Bolivia's Morales blasts opposition 'coup' as tensions build over vote count
LA PAZ (Reuters) - Bolivian leader Evo Morales, again claiming victory in the country's fraught presidential election, accused the opposition on Wednesday of trying to orchestrate a coup after anti-government protests that charged the vote counting was rigged.
Hundreds of people with flags and fireworks chanted into the night on Wednesday outside the electoral building in La Paz, as the official vote count, which has been mostly static all day, showed the leftist Morales with 46.69% of the vote with 97.5% of ballots counted from Sunday's election - 9.85 points ahead of main rival Carlos Mesa.
That left Morales, who has governed landlocked Bolivia for almost 14 years, just short of the 10-point lead needed to win outright and avoid a risky runoff, although it appeared only a matter of time before that threshold was breached.
In the plaza, the mood was boisterous more than outright angry, with small bonfires and mostly young people chanting that they did not want to live in a dictatorship.
"Evo has accumulated so much power. Look at everything that has happened, he doesn't want to leave," said Franco Garcia, 21, adding he voted for Mesa, a former president, because he would be easier to topple if needed.
"If we continue with Evo, then something like Venezuela awaits us. He has too much power."
The unrest began after an official quick vote count was disrupted by a day-long halt starting late on Sunday, when the count of almost 84% of ballots showed the two main rivals heading to a second round.
The tensions mark the most severe challenge to Morales' rule since he took office in 2006 as the country's first indigenous leader.
In a fiery speech earlier at the government office in the capital, La Paz, Morales criticized recent violence that saw electoral offices torched and skirmishes between protesters and police, which he blamed on the right-wing opposition and what he described as their foreign backers.
"I have called this conference to denounce, in front of the Bolivian people and the entire world, that a coup d'etat is in progress. In advance, the right had prepared with international support for a coup," he said.
Morales called on the people to "defend democracy." Later in the day, he sought to shore up backing from the country's military at an event in the region of Cochabamba, a key source of political support.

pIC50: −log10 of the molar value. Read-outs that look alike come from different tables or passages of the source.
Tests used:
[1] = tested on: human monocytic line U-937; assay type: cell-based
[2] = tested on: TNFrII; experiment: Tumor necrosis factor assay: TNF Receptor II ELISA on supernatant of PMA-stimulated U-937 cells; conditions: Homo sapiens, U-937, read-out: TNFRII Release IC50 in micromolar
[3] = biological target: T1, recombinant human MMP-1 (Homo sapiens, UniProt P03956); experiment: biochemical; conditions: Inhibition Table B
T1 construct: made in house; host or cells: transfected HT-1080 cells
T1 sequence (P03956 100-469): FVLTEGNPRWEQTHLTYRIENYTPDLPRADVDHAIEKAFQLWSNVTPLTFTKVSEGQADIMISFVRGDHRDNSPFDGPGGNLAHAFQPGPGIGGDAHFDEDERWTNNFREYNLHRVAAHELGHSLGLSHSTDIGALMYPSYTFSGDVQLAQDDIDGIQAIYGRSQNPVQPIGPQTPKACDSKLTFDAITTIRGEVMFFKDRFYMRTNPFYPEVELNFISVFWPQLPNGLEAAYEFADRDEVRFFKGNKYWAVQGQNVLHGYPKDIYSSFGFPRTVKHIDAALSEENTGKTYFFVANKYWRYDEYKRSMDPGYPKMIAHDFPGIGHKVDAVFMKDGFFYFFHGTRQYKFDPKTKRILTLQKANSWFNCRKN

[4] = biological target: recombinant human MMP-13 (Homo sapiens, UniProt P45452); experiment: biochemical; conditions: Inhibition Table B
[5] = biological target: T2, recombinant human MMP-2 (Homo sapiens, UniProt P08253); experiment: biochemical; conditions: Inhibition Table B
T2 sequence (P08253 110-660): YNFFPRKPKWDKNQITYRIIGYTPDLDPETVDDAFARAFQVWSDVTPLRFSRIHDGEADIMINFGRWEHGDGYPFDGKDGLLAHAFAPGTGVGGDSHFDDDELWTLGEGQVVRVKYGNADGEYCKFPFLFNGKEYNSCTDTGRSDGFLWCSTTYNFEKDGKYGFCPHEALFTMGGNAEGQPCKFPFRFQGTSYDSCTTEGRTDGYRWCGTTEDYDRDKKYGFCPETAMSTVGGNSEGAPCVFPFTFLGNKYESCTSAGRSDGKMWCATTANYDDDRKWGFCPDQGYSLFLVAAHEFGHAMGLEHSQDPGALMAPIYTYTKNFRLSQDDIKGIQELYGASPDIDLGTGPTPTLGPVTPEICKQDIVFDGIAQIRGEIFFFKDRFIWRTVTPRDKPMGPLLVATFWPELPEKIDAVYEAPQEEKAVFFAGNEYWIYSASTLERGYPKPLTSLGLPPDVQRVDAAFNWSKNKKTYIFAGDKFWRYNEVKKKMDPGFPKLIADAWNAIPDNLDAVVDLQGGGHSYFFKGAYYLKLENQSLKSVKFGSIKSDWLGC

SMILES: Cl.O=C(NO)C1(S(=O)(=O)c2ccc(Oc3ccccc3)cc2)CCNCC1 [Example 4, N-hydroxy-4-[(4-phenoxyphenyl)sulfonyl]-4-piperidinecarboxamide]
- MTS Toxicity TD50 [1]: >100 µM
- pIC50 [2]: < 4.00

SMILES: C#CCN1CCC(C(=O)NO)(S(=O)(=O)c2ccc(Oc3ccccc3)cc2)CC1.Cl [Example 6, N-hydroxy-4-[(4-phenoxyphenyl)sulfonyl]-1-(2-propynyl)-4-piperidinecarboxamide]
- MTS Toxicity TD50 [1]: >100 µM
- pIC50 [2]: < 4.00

At an evening news conference, government minister Carlos Romero denounced "violent groups," which he said were seeking to confront police with explosives, adding the government would look to hold responsible those promoting the violence.
Mesa, in a video statement on Wednesday, called for "permanent protests" until a second-round vote was confirmed, and said he would present evidence of electoral fraud.
Protesters had demonstrated in La Paz, Santa Cruz and Potosi, with strikes also called in some cities. On Monday night, some electoral offices were set ablaze.
'WHAT'S HE AFRAID OF?'
Morales, the former union leader for coca farmers, has overseen relative stability and growth in one of South America's poorest countries, but angered many by running for a fourth consecutive term in defiance of term limits and a 2016 referendum that voted against him doing so.
"If he wants to be elected cleanly, he should accept a second-round election. What's he afraid of?" asked Maria Luz Vargas, 65, a newspaper seller in La Paz who closed up her kiosk to join the protests.
The official election monitor, the Organization of American States, had called the count into question and cited a "drastic" and inexplicable shift in the vote, which it said hurt voters' confidence in the electoral process.
Antonio Costas, one of the six-member electoral team coordinating the vote, stepped down on Tuesday in protest at the halt to the rapid count, although he told Reuters he had not come under political pressure.
At a meeting on Wednesday, the OAS said Morales could not claim victory and it recommended a second-round vote even if he reached a 10-point lead.
A number of foreign governments, including the United States, Brazil and the European Union, voiced concerns about the integrity of the vote.
Morales called on his supporters, especially in rural areas, to help "defend democracy," adding he was convinced that when the final vote count was announced, he would have a clear first-round win.
"Our triumph has always been with the votes from the rural areas with the votes of the indigenous movement," he said, adding he would respect the final result.
(Reporting by Mitra Taj; Writing by Adam Jourdan; Editing by Bernadette Baum and Peter Cooney)
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